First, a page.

While 2022 marks only 15 years of the Grand Seiko Spring Drive Chronographs, we have come to see a collection - The Evolution 9 collection - not only Garner legendary status already but stake its claim to be the future of the Grand Seiko brand. You might have expected individual watches to be what constitutes the list but this collection is a worthy exception. From the two -toned limited edition of the SBGC240 released last year to celebrate the 140th anniversary of Seiko down to the new Grand Seiko SBGC249 and SBGC251 Chronograph GMT models released earlier this year, we have been treated to bold, sporty statement pieces. These set of watches also combine light titanium weight and excellent 9R Spring Drive movements with the usual high level of quality and finishing that we have come to know the Grand Seiko for. They might have come in limited editions but these are gems we have on our hands, watch lovers.
Two of the spring dive watches in the new Grand Seiko collection : SBGC249 and SBGC251 Chronograph GMT
3. Seiko 7A28-7090 Yacht Timer
This is simply one of the best-looking chronographs ever made. The Caliber 7A28 was the world’s first analog quartz chronograph and with just about a couple hundred dollars, you were able to buy it for yourself when it was first released. Appearing in catalogs as far back as in 1983, these watches are so beautifully finished that Roger Moore wore them in the 1985 James Bond movie, “A View to Kill”. The Yacht Timer version came out in that 1982 time-frame and was only around for a couple of short years and for that reason, it is highly elusive and not the easiest to get in the current day as you will need to pay nothing less than $1000 in today's world for a model in good condition. It is so aesthetically pleasing and an all-time classic.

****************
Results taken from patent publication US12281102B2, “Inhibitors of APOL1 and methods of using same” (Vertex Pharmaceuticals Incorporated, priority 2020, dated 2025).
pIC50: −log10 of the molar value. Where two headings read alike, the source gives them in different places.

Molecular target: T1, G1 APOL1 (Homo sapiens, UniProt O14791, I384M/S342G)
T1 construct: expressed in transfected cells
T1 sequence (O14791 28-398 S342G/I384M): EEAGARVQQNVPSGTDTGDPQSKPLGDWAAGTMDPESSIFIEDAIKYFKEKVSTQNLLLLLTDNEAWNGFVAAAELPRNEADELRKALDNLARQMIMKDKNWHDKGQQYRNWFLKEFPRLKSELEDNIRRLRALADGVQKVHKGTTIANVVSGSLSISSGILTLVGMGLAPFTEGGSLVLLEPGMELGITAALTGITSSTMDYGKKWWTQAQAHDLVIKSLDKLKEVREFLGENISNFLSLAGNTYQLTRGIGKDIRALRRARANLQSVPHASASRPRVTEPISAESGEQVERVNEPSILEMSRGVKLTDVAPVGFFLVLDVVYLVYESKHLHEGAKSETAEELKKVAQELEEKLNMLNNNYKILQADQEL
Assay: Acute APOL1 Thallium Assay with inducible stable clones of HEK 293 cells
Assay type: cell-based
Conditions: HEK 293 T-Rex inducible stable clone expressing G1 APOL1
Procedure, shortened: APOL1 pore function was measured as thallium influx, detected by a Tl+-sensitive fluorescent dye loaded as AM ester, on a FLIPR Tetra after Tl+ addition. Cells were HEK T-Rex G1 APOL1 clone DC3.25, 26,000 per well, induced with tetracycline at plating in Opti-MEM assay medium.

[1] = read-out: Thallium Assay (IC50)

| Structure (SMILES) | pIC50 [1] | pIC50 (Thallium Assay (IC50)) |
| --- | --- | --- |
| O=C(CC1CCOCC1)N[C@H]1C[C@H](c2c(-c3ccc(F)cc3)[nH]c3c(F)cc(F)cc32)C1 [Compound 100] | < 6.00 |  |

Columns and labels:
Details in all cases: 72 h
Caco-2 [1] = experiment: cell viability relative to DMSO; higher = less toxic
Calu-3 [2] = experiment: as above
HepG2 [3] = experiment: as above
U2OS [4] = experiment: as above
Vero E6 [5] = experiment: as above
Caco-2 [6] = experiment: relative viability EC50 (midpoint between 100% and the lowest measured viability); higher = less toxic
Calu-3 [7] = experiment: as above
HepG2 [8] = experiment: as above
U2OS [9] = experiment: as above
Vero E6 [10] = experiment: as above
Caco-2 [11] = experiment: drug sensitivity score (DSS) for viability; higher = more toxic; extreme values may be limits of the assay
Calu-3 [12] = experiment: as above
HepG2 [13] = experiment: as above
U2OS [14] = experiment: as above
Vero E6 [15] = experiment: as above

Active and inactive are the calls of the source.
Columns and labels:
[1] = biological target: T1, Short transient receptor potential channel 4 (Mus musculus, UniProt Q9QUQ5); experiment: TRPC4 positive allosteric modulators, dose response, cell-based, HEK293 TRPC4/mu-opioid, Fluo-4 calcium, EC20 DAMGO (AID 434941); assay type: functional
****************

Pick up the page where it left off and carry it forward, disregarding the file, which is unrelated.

The all-time favorite, vintage Seiko Yacht Timer quartz chronograph 7A28-7090
The Yacht Timer Roger Moore wore in the Bond movie, “A View to Kill”
4. The Seiko Speedtimer Re-Issue
Reading the article up to this point, you might think "Just three?". Well, the word legendary isn't a word to be thrown around loosely and these three watches currently tick the various boxes surrounding the context of legendary but how about we take a look at a Speedtimer series that just might be on its way to legendary status.
Let me just say this, there is everything to love about the Seiko Prospex Speedtimer Solar Chronograph SSC813, SSC815, SSC817, SSC819 models. With features such as a domed sapphire crystal, solar charging, 100m of water resistance, Lumibrite, and a nice stainless steel bracelet , these non-limited solar chronograph models are every bit of special.
The stainless steel case on each of these watches measures a decent 39mm in diameter, 45.5mm lug-to-lug, and thickness is pegged at 13.3mm. They currently retail at €680 and are offered in four dial colors- navy, black, white, and gold. Talking about colors, there is also an excellent watch with a cute ice blue dial that is worth mentioning - The SSC909.
Known as the Seiko Ice Blue Panda, this limited edition watch with only 10,000 pieces produced as of today was inspired by Seiko's 1969 Speedtimer, the world's first self-winding chronograph. It comes with a 6-Month Power Reserve Once fully charged and a beautiful blue dial with a sunray finish to match. It retails at €703, a little higher than the Prospex Speedtimer models but we can agree that these set of watches give us everything to fawn over.